1990-91: With the fourth pick in the draft, Farwell chose Mike Ricci from Peterborough of the OHL. Third pick, to the Red Wings, was Keith Primeau. New faces on the club given more of the spotlight included the illustrious trio of Murray Baron, Jiri Latal, Martin Hostak, along with Dale Kushner and Normand Lacombe. Paul Holmgren remained head coach, but without Andy Murray, bringing on Ken Hitchcock and Craig Hartsburg as assistants.
Despite half a roster of also-rans, continued groin injuries to Ron Hextall which left Ken Wregget and Pete Peeters as your goaltenders, and Mark Howe missing 61 games, the Flyers were near the top of the division around Thanksgiving, and had third place locked up at the end of February thanks to the emergence of Rick Tocchet. Then, the roof caved in. Holmgren looked helpless as his team skidded to a 2-10-2 March, which included 6-0 losses at LA and Washington. The low points came in their final two home games of the season, losing 3-1 to Pittsburgh and 3-0 to Washington that knocked them out of playoff contention.
Farwell took heat from Tocchet and others for blaming the players for not stepping up, and the players blanched at management for not helping them overcome leadership/effort issues with trades. Holmgren, again, was absolved of blame, backing his players for their professionalism.
In the offseason, Farwell simply did work. Peter Forsberg was taken with the sixth-overall selection. The Flyers, Oilers and Kings then worked a trade, with Philly sending Scott Mellanby, Craig Berube and Craig Fisher to the Oilers for Jari Kurri and Dave Brown, then sending Kurri and Jeff Chychrun to the Kings for Steve Duchesne and Steve Kasper. Farwell stole the Blues blind during training camp, getting Rod Brind’Amour and Dan Quinn for Baron and Ron Sutter. The club also made a huge splash by signing a Russian — forward Andrei Lomakin — and shocked some when Kerr was left out in the expansion draft.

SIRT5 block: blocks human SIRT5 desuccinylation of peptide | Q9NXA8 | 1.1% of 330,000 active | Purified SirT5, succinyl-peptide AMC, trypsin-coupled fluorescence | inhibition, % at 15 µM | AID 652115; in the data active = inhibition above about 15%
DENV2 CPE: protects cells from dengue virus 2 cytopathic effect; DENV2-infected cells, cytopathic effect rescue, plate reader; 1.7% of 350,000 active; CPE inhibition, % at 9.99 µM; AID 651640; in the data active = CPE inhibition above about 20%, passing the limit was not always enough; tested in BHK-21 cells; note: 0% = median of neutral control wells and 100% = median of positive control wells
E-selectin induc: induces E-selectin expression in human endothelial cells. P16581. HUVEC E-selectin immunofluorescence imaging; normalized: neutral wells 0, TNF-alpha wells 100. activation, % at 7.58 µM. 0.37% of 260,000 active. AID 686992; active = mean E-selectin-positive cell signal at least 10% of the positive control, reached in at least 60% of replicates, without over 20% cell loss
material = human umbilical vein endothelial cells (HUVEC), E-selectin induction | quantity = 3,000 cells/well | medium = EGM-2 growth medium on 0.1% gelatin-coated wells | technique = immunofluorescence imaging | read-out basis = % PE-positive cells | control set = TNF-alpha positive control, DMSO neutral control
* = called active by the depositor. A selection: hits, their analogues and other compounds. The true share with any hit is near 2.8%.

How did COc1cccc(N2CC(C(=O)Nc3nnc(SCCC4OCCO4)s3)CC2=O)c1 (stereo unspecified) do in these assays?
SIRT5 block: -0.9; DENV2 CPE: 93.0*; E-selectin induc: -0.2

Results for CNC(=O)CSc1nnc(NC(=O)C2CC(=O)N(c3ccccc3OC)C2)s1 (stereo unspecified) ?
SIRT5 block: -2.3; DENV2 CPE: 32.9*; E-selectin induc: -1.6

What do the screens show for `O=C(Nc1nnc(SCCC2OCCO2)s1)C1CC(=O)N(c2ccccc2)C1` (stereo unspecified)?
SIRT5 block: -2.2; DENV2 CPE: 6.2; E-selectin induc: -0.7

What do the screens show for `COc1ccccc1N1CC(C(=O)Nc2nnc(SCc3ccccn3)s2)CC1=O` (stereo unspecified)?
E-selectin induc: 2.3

1991-92: Holmgren had things at equilibrium early, guiding the team to an 8-8-1 record, but a nine-game winless streak which hit around the time Murray Craven was swapped for Kevin Dineen in mid-November sunk Homer’s head-coaching tenure. Enter Bill Dineen, who guided the Orange and Black to a winning record (24-23-9) the rest of the way, but it wasn’t good enough.
Still only nine points out of a playoff spot and in the Patrick basement in early March, the Flyers suddenly ignite to win five in a row, but fail to make headway. They drop both ends of a home-and-home to the Rangers to end that run and can’t make up ground, ending up in sixth place, 12 points out, after dropping five of their last seven.
A lack of offense was remedied when Farwell cleared the decks, giving a struggling Tocchet (then the team captain), Wregget and Kjell Samuelsson to the Penguins for Mark Recchi and defensive help came in the persons of Garry Galley from Boston and Brian Benning from LA. But Kasper’s bad knees made his acquisition a total dud, Hextall wasn’t fully healed yet, players like Brad Jones and Mark Pederson weren’t cutting it and the spark, “Flyers hockey,” was notably absent.